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Disease Profile

Epidermoid brain cyst

Prevalence estimates on Rare Medical Network websites are calculated based on data available from numerous sources, including US and European government statistics, the NIH, Orphanet, and published epidemiologic studies. Rare disease population data is recognized to be highly variable, and based on a wide variety of source data and methodologies, so the prevalence data on this site should be assumed to be estimated and cannot be considered to be absolutely correct.


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Age of onset





Autosomal dominant A pathogenic variant in only one gene copy in each cell is sufficient to cause an autosomal dominant disease.


Autosomal recessive Pathogenic variants in both copies of each gene of the chromosome are needed to cause an autosomal recessive disease and observe the mutant phenotype.


dominant X-linked dominant inheritance, sometimes referred to as X-linked dominance, is a mode of genetic inheritance by which a dominant gene is carried on the X chromosome.


recessive Pathogenic variants in both copies of a gene on the X chromosome cause an X-linked recessive disorder.


Mitochondrial or multigenic Mitochondrial genetic disorders can be caused by changes (mutations) in either the mitochondrial DNA or nuclear DNA that lead to dysfunction of the mitochondria and inadequate production of energy.


Multigenic or multifactor Inheritance involving many factors, of which at least one is genetic but none is of overwhelming importance, as in the causation of a disease by multiple genetic and environmental factors.


Not applicable


Other names (AKA)

Central nervous system epidermoid cyst; Intracranial epidermoid cyst; Epidermoid brain tumor


Epidermoid brain cysts (also called intracranial epidermoid cysts or tumors) usually form in the very early stages of the development of a baby (embryo). The cysts develop when cells that are meant to become skin, hair, and nails (epithelial cells) are trapped among the cells that form the brain.[1][2][3] Less commonly, the cysts may develop later in life (acquired) when an injury or surgery causes epithelial cells to be trapped in brain tissue.[3] An epidermoid brain cyst has a thin outer layer of epithelial cells surrounding fluid, keratin, and cholesterol.[1][2][3]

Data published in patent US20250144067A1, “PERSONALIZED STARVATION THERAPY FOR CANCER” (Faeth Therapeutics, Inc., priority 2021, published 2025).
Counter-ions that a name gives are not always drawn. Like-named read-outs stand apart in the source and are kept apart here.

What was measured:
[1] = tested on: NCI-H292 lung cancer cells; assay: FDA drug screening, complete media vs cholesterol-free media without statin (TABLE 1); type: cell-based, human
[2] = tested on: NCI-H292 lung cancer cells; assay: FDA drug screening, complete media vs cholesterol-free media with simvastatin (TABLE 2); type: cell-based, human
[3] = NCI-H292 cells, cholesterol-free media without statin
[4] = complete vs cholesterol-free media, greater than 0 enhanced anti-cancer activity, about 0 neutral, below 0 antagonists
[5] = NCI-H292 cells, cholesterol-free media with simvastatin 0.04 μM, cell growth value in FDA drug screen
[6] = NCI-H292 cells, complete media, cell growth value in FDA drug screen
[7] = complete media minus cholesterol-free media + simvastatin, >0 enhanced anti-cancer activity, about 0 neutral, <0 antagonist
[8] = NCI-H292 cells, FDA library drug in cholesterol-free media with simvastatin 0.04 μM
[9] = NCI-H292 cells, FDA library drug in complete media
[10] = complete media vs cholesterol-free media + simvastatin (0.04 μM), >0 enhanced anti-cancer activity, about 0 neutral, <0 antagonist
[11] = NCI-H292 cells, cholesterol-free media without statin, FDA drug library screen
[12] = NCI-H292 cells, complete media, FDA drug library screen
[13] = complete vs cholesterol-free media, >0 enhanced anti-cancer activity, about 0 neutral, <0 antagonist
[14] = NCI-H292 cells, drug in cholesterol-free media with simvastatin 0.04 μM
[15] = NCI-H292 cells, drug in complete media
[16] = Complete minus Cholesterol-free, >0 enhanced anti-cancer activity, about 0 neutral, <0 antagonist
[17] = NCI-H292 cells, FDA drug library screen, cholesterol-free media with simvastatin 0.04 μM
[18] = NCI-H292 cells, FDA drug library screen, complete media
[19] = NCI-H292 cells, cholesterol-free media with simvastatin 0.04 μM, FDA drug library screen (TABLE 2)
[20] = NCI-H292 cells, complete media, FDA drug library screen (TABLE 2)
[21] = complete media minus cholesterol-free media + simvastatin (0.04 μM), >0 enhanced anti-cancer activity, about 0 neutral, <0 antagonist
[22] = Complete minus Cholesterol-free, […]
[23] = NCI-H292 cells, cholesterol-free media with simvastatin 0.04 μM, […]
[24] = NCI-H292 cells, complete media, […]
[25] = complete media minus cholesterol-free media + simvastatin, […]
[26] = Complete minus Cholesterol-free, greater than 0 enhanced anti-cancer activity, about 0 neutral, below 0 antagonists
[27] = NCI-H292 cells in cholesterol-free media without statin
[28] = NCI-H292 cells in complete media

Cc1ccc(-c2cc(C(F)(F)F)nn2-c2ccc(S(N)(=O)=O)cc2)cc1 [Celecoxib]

Although epidermoid brain cysts are usually benign (not cancerous) and slow growing, the cysts may grow around and encase cranial nerves and arteries. Thus, epidermoid brain cysts are most often diagnosed in middle-aged adults when the cysts have grown large enough to cause symptoms.[1][2][3] Symptoms may include hearing loss, ringing in the ears (tinnitus), headaches, involuntary twitching of the face, or chronic, severe face pain (trigeminal neuralgia).[2][3] Rarely, an epidermoid cyst may leak into surrounding tissue and cause the lining of the brain (meninges) to become inflamed (aseptic meningitis, meaning the meningitis is not caused by a virus or bacteria).[2]

Epidermoid brain cysts may be diagnosed by MRI and CT scans. Treatment usually involves surgery. Complete removal may be difficult if the cysts have surrounded or are very close to cranial nerves, arteries, or brain tissue.[1][2][3] Regrowth of the cysts may occur, but in most cases, due to slow growth, symptoms may not return for years. If aseptic meningitis develops due to leakage of the cyst, steroids may be used to control the inflammation. There have been some reports of existing cysts or remnants of cysts left behind after surgery developing into cancer (since the cyst is made of skin cells, the cancer is usually a form of skin cancer, most commonly squamous cell carcinoma).[1][2]


Support and advocacy groups can help you connect with other patients and families, and they can provide valuable services. Many develop patient-centered information and are the driving force behind research for better treatments and possible cures. They can direct you to research, resources, and services. Many organizations also have experts who serve as medical advisors or provide lists of doctors/clinics. Visit the group’s website or contact them to learn about the services they offer. Inclusion on this list is not an endorsement by GARD.

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      These resources provide more information about this condition or associated symptoms. The in-depth resources contain medical and scientific language that may be hard to understand. You may want to review these resources with a medical professional.

      In-Depth Information

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        1. Cysts. American Brain Tumor Association (ABTA). June, 2010; https://www.abta.org/secure/resource-one-sheets/cysts.pdf.
        2. Chheda MG, Wen PY. Uncommon brain tumors. UpToDate. Waltham, MA: UpToDate; August 8, 2017; https://www.uptodate.com/contents/uncommon-brain-tumors.
        3. Ravindran K, Rogers TW, Yuen T, Gaillard F. Intracranial white epidermoid cyst with dystrophic calcification A case report and literature review. J Clin Neurosc. August 2017; 42:43-47. https://www.ncbi.nlm.nih.gov/pubmed/28342703.